Thursday, January 27, 2022

Corporate Insiders Sold Post-IPO Stock Shares at Record Pace in 2021

 The other day, I wrote:

The American public's attitude toward monopolies and big business is changing, which is why Lina Kahn was voted in as FTC chair with overwhelmingly bipartisan support. The insiders realize the gig is up and have been selling for close to a year, which led to the IPO and SPAC bonanza in 2021, leaving public markets and retail investors holding the bag.

As reported in the FT the other day, 2021's IPO vintage saw record selling from insiders, which supports the above assertion.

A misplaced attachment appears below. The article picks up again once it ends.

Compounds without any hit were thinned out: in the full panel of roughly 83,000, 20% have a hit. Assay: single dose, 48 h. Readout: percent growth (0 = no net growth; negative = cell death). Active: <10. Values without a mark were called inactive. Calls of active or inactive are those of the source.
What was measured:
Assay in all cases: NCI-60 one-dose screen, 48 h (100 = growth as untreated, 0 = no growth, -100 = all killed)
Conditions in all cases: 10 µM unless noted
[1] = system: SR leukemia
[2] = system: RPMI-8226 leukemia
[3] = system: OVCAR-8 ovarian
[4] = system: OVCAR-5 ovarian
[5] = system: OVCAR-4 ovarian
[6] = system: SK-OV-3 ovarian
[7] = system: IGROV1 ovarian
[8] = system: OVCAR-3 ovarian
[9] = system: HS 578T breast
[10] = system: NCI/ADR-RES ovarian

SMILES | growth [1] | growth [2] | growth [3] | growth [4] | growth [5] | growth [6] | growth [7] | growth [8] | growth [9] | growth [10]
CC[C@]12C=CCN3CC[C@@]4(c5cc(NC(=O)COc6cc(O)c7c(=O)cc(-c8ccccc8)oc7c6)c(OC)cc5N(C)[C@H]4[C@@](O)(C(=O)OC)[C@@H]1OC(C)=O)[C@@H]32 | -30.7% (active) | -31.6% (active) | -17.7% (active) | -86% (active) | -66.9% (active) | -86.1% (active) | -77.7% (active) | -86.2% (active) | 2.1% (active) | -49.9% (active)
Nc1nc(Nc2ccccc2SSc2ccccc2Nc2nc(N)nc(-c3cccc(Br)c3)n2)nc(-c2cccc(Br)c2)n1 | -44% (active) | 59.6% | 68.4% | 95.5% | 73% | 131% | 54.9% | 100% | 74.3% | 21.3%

Will take a deeper dive on a later date, but one thing to consider: the 2010s were a period that saw an explosion of unprofitable "tech" companies capitalized at monster valuations which could not be supported by internally-generated cash flow, and therefore required constantly raising new outside capital (and diluting existing shareholders). Some have affectionately dubbed this the "ponzi sector." This concept was encouraged by the idea that they would come to dominate and monopolize their respective industries. And while most on Wall Street blame this behavior on the Fed "lowering rates" and "pushing investors out on the risk curve," I'd like to offer a different explanation: we consistently ran budget deficits in the 2010s, which meant there was a constant stream of fresh new dollars entering the economy. The powers that be forced those dollars into specific uses, such as capitalizing new tech "unicorns" (and paying marketing rents to Facebook and Google while doing so). The combination of tougher antitrust enforcement and the federal government running a budget surplus has ruined that party, hence the absolute bloodbath that's taken place in the market for these names.

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